CNN anchor Jake Tapper late Tuesday asked Marco RubioMarco Antonio RubioOvernight Defense: Tillerson, Trump deny report of rift | Tillerson says he never considered resigning | Trump expresses 'total confidence' in secretary | Rubio asks Army to kick out West Point grad Rubio asks Army to kick out West Point grad with pro-communist posts GOP establishment doubts Bannon’s primary powers MORE if he was in denial about his standing in the Republican presidential race.

“You’re talking about Virginia, and that’s another state [Republican presidential front-runner] Donald TrumpDonald John TrumpIvanka Trump pens op-ed on kindergartners learning tech Bharara, Yates tamp down expectations Mueller will bring criminal charges Overnight Cybersecurity: Equifax security employee left after breach | Lawmakers float bill to reform warrantless surveillance | Intel leaders keeping collusion probe open MORE won,” Tapper said during an interview with the Florida senator as Super Tuesday results rolled in. "I just wonder if there’s a certain amount of denial you’re in about this race."

ADVERTISEMENT
The tough questioning occurred before Rubio won Minnesota’s caucuses, his sole victory on Super Tuesday and in the presidential race so far.

Rubio said he remains focused on the contests following Super Tuesday, including his home state of Florida, which will hold a winner-take-all primary on March 15.

“We’re in the winner-take-all phase of this,” he said. "You know this is about the delegate count. This is not a traditional race.”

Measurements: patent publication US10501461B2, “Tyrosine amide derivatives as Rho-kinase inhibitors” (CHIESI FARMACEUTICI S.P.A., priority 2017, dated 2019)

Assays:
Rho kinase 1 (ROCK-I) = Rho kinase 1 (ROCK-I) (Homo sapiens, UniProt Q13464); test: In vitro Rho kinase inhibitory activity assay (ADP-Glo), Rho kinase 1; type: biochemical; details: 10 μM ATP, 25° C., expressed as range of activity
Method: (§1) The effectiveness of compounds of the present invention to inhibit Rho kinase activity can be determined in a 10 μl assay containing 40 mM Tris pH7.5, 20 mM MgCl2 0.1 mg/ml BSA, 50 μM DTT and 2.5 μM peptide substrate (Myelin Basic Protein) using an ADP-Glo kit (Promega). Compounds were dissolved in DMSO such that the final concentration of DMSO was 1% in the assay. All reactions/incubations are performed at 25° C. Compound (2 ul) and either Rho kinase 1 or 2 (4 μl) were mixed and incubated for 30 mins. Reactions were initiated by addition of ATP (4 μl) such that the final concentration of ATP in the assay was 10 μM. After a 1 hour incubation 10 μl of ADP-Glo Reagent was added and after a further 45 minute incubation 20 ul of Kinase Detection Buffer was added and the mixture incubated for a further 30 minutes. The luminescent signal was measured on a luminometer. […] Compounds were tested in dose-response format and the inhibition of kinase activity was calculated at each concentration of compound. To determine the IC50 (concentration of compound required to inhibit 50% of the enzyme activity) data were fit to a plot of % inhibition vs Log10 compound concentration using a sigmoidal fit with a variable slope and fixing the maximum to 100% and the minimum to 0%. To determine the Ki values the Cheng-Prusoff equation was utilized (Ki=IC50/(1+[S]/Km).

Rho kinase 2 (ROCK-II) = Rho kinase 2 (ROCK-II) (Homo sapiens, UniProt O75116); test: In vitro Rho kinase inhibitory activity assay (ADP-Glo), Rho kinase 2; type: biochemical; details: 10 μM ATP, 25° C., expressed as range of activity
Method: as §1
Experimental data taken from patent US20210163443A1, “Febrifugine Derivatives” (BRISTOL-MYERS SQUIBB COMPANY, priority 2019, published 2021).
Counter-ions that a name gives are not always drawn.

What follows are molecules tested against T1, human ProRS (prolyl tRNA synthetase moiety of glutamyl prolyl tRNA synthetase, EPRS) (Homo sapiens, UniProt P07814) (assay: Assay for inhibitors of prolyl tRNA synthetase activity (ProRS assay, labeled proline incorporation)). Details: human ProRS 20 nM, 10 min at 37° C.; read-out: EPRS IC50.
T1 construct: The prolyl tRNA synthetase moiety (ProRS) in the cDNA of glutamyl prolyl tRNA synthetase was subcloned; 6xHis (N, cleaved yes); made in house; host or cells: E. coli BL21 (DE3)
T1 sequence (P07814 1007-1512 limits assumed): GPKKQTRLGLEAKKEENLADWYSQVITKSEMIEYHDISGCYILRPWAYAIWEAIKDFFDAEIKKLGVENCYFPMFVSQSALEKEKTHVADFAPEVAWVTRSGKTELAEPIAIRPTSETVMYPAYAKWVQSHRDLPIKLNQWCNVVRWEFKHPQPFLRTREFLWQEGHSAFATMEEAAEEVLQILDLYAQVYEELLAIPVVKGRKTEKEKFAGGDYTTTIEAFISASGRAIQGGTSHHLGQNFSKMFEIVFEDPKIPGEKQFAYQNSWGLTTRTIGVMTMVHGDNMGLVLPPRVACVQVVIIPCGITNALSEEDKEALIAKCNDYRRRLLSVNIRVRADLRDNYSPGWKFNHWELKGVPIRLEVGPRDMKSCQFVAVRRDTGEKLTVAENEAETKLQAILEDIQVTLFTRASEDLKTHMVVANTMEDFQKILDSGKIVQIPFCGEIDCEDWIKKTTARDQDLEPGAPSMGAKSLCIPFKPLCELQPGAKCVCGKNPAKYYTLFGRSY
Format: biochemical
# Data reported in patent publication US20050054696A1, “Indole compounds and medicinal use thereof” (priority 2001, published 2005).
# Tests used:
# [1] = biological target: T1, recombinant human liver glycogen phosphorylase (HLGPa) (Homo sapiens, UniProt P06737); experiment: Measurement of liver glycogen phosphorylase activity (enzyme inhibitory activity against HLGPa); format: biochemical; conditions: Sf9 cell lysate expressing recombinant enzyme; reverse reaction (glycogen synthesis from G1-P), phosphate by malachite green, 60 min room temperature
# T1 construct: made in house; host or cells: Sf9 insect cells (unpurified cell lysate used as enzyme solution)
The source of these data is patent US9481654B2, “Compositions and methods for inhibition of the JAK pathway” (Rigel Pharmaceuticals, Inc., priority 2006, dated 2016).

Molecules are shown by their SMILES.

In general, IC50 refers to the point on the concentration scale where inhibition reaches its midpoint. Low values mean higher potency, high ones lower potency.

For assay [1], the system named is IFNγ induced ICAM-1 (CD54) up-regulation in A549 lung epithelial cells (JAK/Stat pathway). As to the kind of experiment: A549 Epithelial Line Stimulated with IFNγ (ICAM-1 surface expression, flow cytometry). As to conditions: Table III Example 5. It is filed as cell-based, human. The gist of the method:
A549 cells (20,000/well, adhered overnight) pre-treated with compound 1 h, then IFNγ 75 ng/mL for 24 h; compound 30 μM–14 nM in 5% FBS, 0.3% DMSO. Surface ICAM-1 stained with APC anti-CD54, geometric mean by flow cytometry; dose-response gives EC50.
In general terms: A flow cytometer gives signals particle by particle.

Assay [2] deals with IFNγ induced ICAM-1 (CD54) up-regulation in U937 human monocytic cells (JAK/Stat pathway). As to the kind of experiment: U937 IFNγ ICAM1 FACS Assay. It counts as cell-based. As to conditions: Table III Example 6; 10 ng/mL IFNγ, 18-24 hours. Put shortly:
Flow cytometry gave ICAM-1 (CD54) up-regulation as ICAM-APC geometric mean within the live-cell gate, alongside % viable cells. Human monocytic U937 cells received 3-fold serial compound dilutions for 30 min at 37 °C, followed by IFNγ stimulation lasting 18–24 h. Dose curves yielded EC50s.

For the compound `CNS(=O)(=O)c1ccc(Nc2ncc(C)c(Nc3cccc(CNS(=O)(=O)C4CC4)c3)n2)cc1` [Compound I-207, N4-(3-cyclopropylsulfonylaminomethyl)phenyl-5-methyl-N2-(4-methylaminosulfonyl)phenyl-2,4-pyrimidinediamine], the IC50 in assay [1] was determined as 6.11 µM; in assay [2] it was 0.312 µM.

Rubio said the establishment Republican opposition to Trump still gives him a path to becoming the party’s standard-bearer.

“Usually in a race like this, you’d have a front-runner and people would be saying, ‘You need to drop out and rally around the front-runner for the sake of the party.' They’re saying the opposite now. There will never come a time in this race where our supporters are asking us to get out and rally around Donald Trump.

“What people are saying is, ‘Fight as hard as you can to save the party of [former Presidents] Lincoln and Reagan from a con artist who refuses to criticize the [Ku Klux Klan],” he added.

“If we nominate Donald Trump as our nominee for the Republican Party, it will be the end of the modern Republican Party. Hillary ClintonHillary Diane Rodham ClintonChris Murphy’s profile rises with gun tragedies DNC, RNC step up cyber protections Gun proposal picks up GOP support MORE will smoke him in a general election.”

Trump won seven out of 11 voting contests on Super Tuesday, well ahead of the three for Sen. Ted CruzRafael (Ted) Edward CruzWhatever you think the Alabama special election means, you’re probably wrong This week: Congress gets ball rolling on tax reform Week ahead: Senators work toward deal to fix ObamaCare markets MORE (R-Texas) and the one for Rubio.

Rubio argued during a separate interview on Fox News Tuesday evening that Cruz was the night’s true loser, charging that he underperformed in Southern states seemingly fit for his campaign.